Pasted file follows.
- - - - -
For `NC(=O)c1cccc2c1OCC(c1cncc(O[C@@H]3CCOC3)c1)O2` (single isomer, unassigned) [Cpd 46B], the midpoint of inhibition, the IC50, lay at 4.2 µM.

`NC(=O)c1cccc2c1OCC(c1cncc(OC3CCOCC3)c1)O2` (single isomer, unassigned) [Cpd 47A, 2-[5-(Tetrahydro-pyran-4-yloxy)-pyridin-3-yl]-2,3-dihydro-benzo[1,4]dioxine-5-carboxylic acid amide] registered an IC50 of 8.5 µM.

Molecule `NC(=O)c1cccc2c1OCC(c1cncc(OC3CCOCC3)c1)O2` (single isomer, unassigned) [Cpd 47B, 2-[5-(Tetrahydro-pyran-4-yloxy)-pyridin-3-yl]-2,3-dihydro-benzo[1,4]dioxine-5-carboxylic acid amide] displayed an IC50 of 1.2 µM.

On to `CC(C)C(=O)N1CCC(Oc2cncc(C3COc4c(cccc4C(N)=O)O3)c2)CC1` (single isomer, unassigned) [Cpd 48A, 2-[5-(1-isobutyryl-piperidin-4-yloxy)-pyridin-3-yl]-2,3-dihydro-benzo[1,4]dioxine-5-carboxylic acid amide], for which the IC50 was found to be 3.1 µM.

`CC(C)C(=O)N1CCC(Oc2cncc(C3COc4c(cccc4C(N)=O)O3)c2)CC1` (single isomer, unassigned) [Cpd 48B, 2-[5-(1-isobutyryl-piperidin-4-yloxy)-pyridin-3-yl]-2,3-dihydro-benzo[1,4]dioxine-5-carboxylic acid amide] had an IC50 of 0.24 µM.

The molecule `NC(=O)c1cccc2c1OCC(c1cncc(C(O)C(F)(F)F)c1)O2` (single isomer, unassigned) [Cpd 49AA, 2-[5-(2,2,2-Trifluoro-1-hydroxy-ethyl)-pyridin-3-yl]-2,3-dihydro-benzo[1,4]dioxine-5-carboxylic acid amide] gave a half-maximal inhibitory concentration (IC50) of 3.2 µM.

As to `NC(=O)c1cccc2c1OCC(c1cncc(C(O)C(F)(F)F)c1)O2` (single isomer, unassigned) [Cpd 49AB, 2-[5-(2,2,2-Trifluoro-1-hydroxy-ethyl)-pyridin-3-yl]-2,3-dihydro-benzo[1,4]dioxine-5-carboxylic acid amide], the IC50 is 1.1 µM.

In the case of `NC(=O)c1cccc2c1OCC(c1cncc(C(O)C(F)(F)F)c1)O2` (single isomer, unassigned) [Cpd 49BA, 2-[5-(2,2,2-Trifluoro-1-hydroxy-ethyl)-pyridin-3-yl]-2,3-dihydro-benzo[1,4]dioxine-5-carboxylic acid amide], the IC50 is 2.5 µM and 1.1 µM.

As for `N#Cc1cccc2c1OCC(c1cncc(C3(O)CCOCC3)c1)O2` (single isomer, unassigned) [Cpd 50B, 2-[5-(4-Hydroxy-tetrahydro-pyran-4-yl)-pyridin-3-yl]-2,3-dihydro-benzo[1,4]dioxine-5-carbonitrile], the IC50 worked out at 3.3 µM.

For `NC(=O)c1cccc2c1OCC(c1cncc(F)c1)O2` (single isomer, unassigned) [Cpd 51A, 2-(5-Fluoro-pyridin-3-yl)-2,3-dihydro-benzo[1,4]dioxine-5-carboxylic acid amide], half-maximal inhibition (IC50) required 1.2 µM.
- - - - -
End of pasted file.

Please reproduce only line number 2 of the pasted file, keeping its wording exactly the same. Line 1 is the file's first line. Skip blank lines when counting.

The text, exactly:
`NC(=O)c1cccc2c1OCC(c1cncc(OC3CCOCC3)c1)O2` (single isomer, unassigned) [Cpd 47A, 2-[5-(Tetrahydro-pyran-4-yloxy)-pyridin-3-yl]-2,3-dihydro-benzo[1,4]dioxine-5-carboxylic acid amide] registered an IC50 of 8.5 µM.